In February this year, the Office of the United Nations High Commissioner for Human Rights had accused Myanmar’s military of mass rape and killing in the Rakhine state. It had also accused Myanmar of ethnic cleansing and burning down Rohingya villages. It wanted a fact-finding committee to investigate the matter, a demand Myanmar declined. Then too, China came in support of Myanmar. In fact, an Indira Jaising-led committee appointed by the UN to investigate the Rohingya crackdown has, so far, not been able to get permission to enter Myanmar. The committee has to make an oral submission to the UN by March 2018.
Moreover, India’s increasing border conflict with China is a reason to worry. Therefore, it becomes even more crucial for India to strengthen ties with other neighbours, such as Myanmar. Cross-border insurgency has been a major problem for India – Indian forces had recently done a surgical strike into Myanmar to destroy insurgent camps and resulting tensions were slowly diluted – and the Indo-Myanmar border is a rather sensitive one. India shares a 1640-km long border with Myanmar and the emergence of Arakan Rohingya Salvation Army (ARSA)—the Rohingya militant group – can be a threat to India. Apart from the ARSA militants, many other insurgent outfits from India’s north-eastern region take refuge in Myanmar and Myanmar Army’s support is inevitable in tackling these insurgents.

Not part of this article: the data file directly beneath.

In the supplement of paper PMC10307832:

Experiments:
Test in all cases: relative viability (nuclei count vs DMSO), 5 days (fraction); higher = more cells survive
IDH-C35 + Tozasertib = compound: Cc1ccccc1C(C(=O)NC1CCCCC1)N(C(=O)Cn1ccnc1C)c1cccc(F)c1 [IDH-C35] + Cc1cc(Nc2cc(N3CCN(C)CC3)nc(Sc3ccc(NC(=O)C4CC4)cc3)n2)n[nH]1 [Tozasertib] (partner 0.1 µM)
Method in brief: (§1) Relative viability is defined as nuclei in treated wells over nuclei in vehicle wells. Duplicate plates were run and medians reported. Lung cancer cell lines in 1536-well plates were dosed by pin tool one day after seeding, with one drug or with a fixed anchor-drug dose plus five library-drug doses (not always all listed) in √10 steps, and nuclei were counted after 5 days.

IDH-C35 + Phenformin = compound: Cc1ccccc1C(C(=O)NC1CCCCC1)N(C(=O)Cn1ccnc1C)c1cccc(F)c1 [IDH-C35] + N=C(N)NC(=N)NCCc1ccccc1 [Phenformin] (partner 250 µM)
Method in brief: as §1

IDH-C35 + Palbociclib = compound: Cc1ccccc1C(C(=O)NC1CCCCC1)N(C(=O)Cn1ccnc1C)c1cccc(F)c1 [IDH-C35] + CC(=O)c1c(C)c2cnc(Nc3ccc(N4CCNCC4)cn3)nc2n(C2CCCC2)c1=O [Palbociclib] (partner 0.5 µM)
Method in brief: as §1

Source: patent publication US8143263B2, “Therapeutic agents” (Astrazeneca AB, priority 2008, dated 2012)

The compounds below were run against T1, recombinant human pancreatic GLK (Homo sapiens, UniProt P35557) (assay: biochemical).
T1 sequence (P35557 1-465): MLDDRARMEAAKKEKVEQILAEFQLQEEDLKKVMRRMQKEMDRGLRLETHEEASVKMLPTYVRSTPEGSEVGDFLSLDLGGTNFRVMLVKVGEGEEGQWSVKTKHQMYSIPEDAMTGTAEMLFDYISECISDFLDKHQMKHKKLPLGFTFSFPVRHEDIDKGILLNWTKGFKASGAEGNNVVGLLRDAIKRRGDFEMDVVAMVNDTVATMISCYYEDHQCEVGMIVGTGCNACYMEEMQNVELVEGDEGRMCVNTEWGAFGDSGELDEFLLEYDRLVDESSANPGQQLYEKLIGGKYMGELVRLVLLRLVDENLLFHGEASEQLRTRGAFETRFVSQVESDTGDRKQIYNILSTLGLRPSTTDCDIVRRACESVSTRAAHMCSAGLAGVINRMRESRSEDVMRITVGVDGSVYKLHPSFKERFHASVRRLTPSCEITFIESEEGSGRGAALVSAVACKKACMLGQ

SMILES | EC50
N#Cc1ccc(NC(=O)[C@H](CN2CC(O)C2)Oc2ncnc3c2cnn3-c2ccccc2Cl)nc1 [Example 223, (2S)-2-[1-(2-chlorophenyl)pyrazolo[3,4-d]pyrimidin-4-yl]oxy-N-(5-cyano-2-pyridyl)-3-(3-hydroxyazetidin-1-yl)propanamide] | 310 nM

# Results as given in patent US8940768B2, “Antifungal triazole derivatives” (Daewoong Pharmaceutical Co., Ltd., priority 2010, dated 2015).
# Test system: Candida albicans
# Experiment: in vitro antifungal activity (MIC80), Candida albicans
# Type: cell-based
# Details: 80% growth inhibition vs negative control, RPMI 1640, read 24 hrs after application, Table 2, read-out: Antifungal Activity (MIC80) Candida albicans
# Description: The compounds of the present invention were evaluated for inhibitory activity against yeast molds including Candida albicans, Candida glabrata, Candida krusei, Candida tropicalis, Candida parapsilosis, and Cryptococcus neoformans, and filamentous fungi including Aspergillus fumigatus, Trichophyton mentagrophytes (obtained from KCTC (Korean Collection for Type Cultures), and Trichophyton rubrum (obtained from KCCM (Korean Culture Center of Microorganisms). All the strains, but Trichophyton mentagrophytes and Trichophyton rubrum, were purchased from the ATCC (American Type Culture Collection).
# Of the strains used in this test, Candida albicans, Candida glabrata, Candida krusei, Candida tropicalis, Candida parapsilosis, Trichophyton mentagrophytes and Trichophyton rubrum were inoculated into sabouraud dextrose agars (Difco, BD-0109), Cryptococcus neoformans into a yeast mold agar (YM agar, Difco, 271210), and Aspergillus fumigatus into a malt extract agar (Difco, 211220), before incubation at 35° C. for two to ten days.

Horns of a dilemma
The Indian government is stuck on the horns of a dilemma. Within its borders it is, on the one hand, being criticised by various human rights organizations for its stand on the Rohingyas and for its decision to deport them. On the other hand anti-Rohingya sentiments are also on the rise, especially in Jammu, where there is a large number of Rohingyas currently based.
The first voice of resistance came from J&K Panthers Party which put up posters ordering Rohingyas as well as Bangladeshi immigrants to leave the region. After India decided to deport the Rohingyas, voices have been raised against them in Jaipur too.
India has another technical problem, however. It cannot send the Rohingyas back to Myanmar, not only because Myanmar does not approve of them, but also because of the law of non-refoulement. (see BOX: The deportation dilemma) It is a customary international law which says that no refugees can be sent back to the place where they fear persecution. India has to abide by this “law” even though it is not a signatory to any human rights convention, because this is a protocol that has been accepted worldwide. It is not clear how India wants to convince Myanmar in resolving the conflict and in taking back the refugees.
The deportation dilemma